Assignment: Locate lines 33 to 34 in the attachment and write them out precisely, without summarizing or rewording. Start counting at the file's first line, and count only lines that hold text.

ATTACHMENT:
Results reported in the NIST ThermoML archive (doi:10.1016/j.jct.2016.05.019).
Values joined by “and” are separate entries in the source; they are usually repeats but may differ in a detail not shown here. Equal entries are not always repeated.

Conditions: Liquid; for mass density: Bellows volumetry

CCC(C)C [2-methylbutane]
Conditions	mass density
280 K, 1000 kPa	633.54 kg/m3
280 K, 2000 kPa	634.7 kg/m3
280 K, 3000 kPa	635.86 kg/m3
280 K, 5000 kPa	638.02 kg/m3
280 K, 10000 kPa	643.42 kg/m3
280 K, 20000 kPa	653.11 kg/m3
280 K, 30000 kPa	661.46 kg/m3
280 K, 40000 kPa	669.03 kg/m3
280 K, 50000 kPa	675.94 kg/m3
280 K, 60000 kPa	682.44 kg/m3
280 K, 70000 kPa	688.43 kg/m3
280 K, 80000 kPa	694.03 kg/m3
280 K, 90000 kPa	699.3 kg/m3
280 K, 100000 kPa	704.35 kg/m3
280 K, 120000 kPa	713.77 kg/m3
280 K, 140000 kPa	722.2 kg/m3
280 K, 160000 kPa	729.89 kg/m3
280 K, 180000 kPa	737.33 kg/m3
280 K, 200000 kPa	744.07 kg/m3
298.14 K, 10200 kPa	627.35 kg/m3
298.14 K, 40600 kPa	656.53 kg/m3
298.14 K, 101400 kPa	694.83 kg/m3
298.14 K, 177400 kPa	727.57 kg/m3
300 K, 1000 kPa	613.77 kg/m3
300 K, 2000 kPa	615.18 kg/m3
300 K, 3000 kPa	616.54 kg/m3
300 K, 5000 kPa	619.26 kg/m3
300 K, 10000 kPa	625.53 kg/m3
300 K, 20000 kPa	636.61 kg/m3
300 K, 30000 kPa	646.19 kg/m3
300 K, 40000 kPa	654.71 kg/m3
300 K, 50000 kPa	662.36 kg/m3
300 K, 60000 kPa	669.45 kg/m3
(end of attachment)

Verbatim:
300 K, 10000 kPa	625.53 kg/m3
300 K, 20000 kPa	636.61 kg/m3